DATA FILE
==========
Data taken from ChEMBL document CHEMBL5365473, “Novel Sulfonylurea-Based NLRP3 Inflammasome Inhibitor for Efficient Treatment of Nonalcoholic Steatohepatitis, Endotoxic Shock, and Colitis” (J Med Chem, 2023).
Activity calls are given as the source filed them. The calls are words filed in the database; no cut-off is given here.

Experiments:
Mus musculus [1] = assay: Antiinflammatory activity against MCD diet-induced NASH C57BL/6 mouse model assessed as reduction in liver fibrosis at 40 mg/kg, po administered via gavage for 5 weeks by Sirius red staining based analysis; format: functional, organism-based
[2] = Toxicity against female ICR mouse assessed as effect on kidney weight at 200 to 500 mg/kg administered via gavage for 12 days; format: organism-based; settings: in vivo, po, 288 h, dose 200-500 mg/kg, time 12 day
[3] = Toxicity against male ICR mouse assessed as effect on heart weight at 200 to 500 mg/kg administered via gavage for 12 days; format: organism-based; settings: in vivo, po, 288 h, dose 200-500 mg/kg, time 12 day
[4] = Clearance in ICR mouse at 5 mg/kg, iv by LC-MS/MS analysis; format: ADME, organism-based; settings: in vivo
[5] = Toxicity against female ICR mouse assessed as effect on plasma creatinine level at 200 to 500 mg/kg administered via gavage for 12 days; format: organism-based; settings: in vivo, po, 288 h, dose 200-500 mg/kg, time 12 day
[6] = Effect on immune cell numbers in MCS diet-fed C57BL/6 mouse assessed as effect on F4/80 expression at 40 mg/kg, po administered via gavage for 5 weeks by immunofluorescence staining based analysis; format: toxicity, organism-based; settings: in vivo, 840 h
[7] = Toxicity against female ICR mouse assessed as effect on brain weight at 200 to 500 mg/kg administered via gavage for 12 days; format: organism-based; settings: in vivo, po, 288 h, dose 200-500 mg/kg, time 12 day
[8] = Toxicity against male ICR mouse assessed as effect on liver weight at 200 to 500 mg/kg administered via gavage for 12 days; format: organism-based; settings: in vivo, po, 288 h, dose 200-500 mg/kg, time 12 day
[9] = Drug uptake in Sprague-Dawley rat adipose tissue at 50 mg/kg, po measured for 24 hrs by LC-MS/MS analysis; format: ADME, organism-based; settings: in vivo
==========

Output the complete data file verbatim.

Data taken from ChEMBL document CHEMBL5365473, “Novel Sulfonylurea-Based NLRP3 Inflammasome Inhibitor for Efficient Treatment of Nonalcoholic Steatohepatitis, Endotoxic Shock, and Colitis” (J Med Chem, 2023).
Activity calls are given as the source filed them. The calls are words filed in the database; no cut-off is given here.

Experiments:
Mus musculus [1] = assay: Antiinflammatory activity against MCD diet-induced NASH C57BL/6 mouse model assessed as reduction in liver fibrosis at 40 mg/kg, po administered via gavage for 5 weeks by Sirius red staining based analysis; format: functional, organism-based
[2] = Toxicity against female ICR mouse assessed as effect on kidney weight at 200 to 500 mg/kg administered via gavage for 12 days; format: organism-based; settings: in vivo, po, 288 h, dose 200-500 mg/kg, time 12 day
[3] = Toxicity against male ICR mouse assessed as effect on heart weight at 200 to 500 mg/kg administered via gavage for 12 days; format: organism-based; settings: in vivo, po, 288 h, dose 200-500 mg/kg, time 12 day
[4] = Clearance in ICR mouse at 5 mg/kg, iv by LC-MS/MS analysis; format: ADME, organism-based; settings: in vivo
[5] = Toxicity against female ICR mouse assessed as effect on plasma creatinine level at 200 to 500 mg/kg administered via gavage for 12 days; format: organism-based; settings: in vivo, po, 288 h, dose 200-500 mg/kg, time 12 day
[6] = Effect on immune cell numbers in MCS diet-fed C57BL/6 mouse assessed as effect on F4/80 expression at 40 mg/kg, po administered via gavage for 5 weeks by immunofluorescence staining based analysis; format: toxicity, organism-based; settings: in vivo, 840 h
[7] = Toxicity against female ICR mouse assessed as effect on brain weight at 200 to 500 mg/kg administered via gavage for 12 days; format: organism-based; settings: in vivo, po, 288 h, dose 200-500 mg/kg, time 12 day
[8] = Toxicity against male ICR mouse assessed as effect on liver weight at 200 to 500 mg/kg administered via gavage for 12 days; format: organism-based; settings: in vivo, po, 288 h, dose 200-500 mg/kg, time 12 day
[9] = Drug uptake in Sprague-Dawley rat adipose tissue at 50 mg/kg, po measured for 24 hrs by LC-MS/MS analysis; format: ADME, organism-based; settings: in vivo